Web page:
Parabens reak absolute havoc on animal hormones, triclosan (a toxic antibacterial) kills off good bacteria in ecosystems and sodium pyrophosphate contributes to the growth of algae in water which leads to lower oxygen levels that kills marine life and creates deadzones.

Even though you only use a little toothpaste imagine every person in every household sending all those chemicals into our delicate ecosystems with our birds, froggies and fish. Not good.

Image by Emily Ehlers

So what are the options?

There are eco brands around that cancel out some of the issues associated with your standard tube of whitening goo – but rarely all. You will never avoid the packaging but you can at least cancel out animal testing and chemicals.

If you are shopping in an Aussie supermarket the best you will probably find will be Naytura (Woolworth’s brand). It still has loads of nasties in it but is guaranteed cruelty-free at least. Otherwise health stores can provide organic alternatives. While these are better you could always go one further…

Make Your Own!

I learnt how to make my own toothpaste on Saturday at the Less Is More Festival. I am not going back. It is all natural, leaves my teeth feeling and looking amazing, isn’t tested on animals and has virtually no packaging associated with it. And an added benefit… you food doesn’t taste gross after you use it!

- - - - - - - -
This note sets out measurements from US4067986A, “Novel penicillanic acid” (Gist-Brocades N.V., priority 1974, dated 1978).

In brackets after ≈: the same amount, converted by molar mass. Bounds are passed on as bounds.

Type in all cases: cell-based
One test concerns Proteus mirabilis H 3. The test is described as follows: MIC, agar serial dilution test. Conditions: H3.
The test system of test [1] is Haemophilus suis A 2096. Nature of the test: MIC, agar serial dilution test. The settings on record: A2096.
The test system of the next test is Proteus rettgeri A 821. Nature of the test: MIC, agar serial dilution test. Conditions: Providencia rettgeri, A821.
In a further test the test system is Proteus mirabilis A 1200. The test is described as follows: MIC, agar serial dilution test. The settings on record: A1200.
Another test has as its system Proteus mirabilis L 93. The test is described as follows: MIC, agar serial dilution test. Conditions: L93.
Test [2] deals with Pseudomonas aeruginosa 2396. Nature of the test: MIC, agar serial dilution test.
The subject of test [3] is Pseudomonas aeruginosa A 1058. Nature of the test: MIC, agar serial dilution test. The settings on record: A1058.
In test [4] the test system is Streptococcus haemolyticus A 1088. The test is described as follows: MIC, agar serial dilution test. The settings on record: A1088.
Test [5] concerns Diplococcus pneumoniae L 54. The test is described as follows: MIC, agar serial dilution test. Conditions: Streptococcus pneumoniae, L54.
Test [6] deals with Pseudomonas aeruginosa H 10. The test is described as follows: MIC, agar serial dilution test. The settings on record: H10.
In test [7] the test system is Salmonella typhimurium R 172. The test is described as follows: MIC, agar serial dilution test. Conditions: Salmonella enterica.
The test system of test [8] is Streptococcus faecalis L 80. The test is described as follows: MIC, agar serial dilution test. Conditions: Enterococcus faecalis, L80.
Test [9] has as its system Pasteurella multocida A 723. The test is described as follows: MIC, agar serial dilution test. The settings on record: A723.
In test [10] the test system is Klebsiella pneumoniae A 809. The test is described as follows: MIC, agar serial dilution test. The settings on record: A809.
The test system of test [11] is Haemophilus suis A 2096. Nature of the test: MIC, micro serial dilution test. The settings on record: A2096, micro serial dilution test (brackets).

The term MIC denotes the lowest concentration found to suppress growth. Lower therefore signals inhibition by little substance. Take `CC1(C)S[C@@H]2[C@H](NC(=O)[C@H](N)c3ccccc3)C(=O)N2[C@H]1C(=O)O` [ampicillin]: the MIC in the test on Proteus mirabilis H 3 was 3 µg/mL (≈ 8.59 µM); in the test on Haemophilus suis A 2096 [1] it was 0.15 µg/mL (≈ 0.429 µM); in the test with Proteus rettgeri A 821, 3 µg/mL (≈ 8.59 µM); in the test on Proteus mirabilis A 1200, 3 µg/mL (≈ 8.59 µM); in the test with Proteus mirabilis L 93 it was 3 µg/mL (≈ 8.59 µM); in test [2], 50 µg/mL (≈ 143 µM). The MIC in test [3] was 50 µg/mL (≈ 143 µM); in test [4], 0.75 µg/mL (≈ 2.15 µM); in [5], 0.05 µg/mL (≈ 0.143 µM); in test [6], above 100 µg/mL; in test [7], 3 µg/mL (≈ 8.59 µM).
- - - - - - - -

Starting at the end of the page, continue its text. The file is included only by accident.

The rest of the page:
Come with me and learn how to make your own toothpaste here!

The Less Is More Write-Up

Earth Carers run yet another gorgeous community event.

Anyone that follows this blog, my Facebook or my Twitter would know that I was pretty damn excited about the Less Is More Festival that happened on Saturday. It has now been and gone and I can tell you all – I was not disappointed. It was a glorious day full of great people, ideas, food and workshops.

Festival organiser, Claire Litton, chats with arrivals

The festival organiser (hot-pink haired sensation, Claire Litton) should feel very proud to have fulfilled her objective; to show people how to consume less but enjoy more. I sat through a few workshops (and  poked my head into some too) and learnt something from each one. The classes were all buzzing with conversation with the presenter providing a framework but the crowd sharing their stories and tips. There was such a feeling of community.